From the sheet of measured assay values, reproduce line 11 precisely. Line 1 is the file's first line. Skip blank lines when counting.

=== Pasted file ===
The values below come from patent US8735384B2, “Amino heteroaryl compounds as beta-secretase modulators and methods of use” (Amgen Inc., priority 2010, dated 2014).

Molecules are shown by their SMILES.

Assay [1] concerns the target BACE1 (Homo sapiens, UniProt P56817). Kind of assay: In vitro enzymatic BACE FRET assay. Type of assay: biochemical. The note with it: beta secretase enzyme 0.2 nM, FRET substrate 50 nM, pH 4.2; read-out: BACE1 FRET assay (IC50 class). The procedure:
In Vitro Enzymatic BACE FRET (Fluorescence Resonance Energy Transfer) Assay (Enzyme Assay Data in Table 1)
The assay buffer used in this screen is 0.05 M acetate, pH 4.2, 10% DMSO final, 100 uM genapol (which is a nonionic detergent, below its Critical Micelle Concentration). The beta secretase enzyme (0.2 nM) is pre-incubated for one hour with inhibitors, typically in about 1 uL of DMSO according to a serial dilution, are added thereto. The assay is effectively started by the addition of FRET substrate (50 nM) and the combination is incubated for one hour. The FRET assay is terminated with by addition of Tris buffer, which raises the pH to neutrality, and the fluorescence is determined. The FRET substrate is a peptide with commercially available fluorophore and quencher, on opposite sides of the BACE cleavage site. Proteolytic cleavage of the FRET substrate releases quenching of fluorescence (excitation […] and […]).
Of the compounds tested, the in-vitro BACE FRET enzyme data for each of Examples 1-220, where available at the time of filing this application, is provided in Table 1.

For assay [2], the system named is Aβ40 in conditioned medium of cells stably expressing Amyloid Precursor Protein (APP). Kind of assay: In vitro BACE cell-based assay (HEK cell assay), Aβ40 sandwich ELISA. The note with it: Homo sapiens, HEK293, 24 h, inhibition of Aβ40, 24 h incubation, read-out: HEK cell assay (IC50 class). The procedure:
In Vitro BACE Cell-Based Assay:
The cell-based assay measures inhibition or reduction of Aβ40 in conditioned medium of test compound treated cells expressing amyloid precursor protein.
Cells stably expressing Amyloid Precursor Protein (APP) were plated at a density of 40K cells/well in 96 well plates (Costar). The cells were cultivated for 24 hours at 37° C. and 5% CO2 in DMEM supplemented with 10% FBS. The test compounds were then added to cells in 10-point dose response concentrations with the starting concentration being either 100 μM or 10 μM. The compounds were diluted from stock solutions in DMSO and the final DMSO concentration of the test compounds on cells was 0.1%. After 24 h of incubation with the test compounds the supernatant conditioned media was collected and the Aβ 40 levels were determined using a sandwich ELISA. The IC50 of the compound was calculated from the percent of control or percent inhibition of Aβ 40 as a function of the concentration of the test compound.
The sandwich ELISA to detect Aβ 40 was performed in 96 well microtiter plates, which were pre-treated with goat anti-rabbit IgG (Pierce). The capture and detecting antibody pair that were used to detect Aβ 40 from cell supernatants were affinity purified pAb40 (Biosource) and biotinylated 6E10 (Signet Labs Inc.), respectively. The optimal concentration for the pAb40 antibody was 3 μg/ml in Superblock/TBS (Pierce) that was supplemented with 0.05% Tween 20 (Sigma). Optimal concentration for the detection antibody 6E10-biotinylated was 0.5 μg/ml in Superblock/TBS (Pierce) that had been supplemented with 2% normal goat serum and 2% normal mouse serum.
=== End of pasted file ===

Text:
The sandwich ELISA to detect Aβ 40 was performed in 96 well microtiter plates, which were pre-treated with goat anti-rabbit IgG (Pierce). The capture and detecting antibody pair that were used to detect Aβ 40 from cell supernatants were affinity purified pAb40 (Biosource) and biotinylated 6E10 (Signet Labs Inc.), respectively. The optimal concentration for the pAb40 antibody was 3 μg/ml in Superblock/TBS (Pierce) that was supplemented with 0.05% Tween 20 (Sigma). Optimal concentration for the detection antibody 6E10-biotinylated was 0.5 μg/ml in Superblock/TBS (Pierce) that had been supplemented with 2% normal goat serum and 2% normal mouse serum.